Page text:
“The medium of drawing fascinates me in its direct and unmediated character. It is so versatile and everyone is constantly surrounded by it.” INTERVIEW with Nicole Buning

It is our perception of urban space, of urbanity and our inability to actually understand it, that Nicole Buning put in the center of her work. Starting out with capturing urban structures in fragile drawings, she is currently exploring the means of animations. ‚Meanwhile, elsewhere‘, her latest art work, is an animation commenting on the everyday life in the city, captured between the monotony of modernist architecture and repetitive routines. It explores the way we pass through and move around space.

Meanwhile, elsewhere, Installation view

Meanwhile, elsewhere, Installation view

The artifical tectonics of a city have been translated into delicate miniature paper forms that make up various alienating settings, asking how we perceive our surrounding from the confinements of our own body: the tension between our own limitation and this curiosity is investigated through the travels from urban cityscapes to pasture landscapes.

After having finished her education in Northern Germany, Nicole Buning came to London as a gap year assistant – and fell in love with the city. She started her studies of design and art. In summer 2013, she graduated from Goldsmiths, University of London. At her degree show, Buning, together with two fellod students, was award the EXPOSURE 13 Award from Parasol unit foundation for contemporary art, which is an annual prize for three graduating artists from a UK art school, offering each of them a prize money and the opportunity to exhibit in Parasol unit. Currently, ‚Meanwhile Elsewhere‘ is on show at Parasol unit London.

In the deconarch.com interview, Nicole Buning tells us about her fascination with drawings – and subsequently animated drawings – , what interests her in urbanity and how she loves to immerse herself in her work.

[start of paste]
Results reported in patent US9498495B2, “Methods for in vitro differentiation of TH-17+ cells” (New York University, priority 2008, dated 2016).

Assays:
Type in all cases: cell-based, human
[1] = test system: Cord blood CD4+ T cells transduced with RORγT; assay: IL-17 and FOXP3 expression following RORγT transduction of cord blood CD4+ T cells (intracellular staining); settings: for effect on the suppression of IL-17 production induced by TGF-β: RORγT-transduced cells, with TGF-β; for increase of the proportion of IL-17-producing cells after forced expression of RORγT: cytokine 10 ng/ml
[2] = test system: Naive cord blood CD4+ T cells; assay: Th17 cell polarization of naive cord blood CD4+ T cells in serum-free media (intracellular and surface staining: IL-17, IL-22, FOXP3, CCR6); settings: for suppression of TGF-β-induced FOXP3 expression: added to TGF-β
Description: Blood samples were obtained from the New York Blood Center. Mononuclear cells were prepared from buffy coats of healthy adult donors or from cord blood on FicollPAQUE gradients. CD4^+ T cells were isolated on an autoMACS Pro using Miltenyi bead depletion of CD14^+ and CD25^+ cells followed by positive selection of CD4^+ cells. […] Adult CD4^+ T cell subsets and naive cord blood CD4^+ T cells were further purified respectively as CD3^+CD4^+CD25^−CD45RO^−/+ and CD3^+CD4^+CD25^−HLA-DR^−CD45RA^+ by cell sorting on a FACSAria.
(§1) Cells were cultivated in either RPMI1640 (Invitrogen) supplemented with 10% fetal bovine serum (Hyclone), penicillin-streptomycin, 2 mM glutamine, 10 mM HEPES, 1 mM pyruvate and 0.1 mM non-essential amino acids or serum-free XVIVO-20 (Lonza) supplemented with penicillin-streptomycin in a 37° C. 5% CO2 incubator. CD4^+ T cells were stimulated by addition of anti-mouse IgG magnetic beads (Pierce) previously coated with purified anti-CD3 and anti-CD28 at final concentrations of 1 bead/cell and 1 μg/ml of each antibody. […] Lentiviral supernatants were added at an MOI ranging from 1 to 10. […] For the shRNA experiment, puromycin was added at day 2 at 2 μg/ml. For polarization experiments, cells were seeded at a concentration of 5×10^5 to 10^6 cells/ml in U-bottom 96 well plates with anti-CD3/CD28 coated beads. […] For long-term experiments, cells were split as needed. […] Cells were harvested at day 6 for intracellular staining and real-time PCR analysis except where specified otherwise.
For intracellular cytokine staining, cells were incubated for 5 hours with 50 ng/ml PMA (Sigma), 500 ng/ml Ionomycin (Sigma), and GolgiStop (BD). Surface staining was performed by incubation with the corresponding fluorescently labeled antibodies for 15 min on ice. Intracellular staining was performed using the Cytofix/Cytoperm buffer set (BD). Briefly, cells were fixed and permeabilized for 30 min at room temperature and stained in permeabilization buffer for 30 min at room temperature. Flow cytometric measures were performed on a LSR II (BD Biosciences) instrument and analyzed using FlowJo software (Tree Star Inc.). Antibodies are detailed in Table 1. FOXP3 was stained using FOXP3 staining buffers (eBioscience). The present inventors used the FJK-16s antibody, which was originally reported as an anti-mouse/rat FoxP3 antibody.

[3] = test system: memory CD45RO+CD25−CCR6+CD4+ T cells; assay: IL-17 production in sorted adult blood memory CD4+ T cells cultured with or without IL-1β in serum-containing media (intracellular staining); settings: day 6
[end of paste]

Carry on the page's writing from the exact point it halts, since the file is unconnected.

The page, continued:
all illus. (c) Nicole Buning

www.nicolebuning.com

INTERVIEW 

‚Meanwhile, elsewhere‘ is your second animation on moving around the city. How did it come about?

Through ‘Meanwhile, elsewhere’ I wanted to explore my fascination of living in the city. It is easy to be at the centre of a city, but can you feel part of one? Our view is restricted and we stay in the centre of it, unable to look at it from anywhere else but our own body. You cannot see the city while you are inside it, just as much as you cannot see the light while you are in a lit room. The light is much more visible from the outside.

Meanwhile, elsewhere (c) Nicole Buning, 2013

Through your art you want to explore how we perceive space and urbanity, how we live in a city while being unable to grasp its dynamics as a whole. Why do you focus on urban architecture in particular?

Urban areas are of high interest to me because they form a big contrast to the village I grew up in. A lot of my work is inspired by the city and especially by Canary Wharf, which is such a fascinating place. The whole district is full of people working for the big cooperates and those who serve them, working in shops and restaurants. The former ones are more or less dressed the same, especially the men in their suits, and everyone is on their way to somewhere, so they become one big mass of movement, everyone following invisible lines to get to their destination in an efficient manner. These patterns are not as obvious in the rest of the city, and even less so in rural areas. But I hope to find them elsewhere and make them into another piece of art.

Still from: Meanwhile, elsewhere

Still from: Meanwhile, elsewhere

I am very fond of the simplicity of forms that can be found in modernist architecture and the lack of decoration, which is very similar to the way I draw. Modernism is still very recent and therefore its history almost feels graspable, which I find very intriguing.